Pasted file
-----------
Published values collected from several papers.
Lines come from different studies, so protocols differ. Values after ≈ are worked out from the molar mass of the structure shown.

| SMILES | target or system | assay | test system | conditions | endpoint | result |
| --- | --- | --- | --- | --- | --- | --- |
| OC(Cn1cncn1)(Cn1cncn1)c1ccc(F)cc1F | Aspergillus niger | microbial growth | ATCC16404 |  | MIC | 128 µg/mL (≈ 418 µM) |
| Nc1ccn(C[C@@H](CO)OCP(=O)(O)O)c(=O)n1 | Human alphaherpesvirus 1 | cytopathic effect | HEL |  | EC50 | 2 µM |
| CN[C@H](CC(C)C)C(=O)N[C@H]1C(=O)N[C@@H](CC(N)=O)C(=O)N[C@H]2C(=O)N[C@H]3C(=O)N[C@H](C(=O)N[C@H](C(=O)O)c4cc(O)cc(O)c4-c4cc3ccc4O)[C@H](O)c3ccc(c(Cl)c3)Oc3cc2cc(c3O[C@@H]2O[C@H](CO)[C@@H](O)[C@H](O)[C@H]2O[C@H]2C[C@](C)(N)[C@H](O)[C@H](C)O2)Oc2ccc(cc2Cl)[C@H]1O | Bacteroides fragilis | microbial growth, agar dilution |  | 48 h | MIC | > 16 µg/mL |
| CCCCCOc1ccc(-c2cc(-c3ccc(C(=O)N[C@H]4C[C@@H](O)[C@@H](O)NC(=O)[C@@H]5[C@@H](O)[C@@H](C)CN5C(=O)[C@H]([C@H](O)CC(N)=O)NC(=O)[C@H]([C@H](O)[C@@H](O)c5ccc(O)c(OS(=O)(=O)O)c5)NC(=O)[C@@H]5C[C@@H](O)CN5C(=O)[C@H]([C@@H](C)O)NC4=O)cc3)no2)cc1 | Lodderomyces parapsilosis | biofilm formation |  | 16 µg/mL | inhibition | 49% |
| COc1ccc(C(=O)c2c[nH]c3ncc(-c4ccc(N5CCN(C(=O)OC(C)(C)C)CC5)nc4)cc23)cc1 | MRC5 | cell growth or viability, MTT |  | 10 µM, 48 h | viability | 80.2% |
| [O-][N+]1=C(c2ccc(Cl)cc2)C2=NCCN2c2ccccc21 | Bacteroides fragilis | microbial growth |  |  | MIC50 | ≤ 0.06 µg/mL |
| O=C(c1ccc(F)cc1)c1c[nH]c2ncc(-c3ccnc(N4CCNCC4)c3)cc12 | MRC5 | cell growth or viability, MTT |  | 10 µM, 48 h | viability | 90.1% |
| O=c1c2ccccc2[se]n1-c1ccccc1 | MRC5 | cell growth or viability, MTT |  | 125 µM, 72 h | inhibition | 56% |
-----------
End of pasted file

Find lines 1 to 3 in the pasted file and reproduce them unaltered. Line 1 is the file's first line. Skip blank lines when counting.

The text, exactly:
Published values collected from several papers.
Lines come from different studies, so protocols differ. Values after ≈ are worked out from the molar mass of the structure shown.

| SMILES | target or system | assay | test system | conditions | endpoint | result |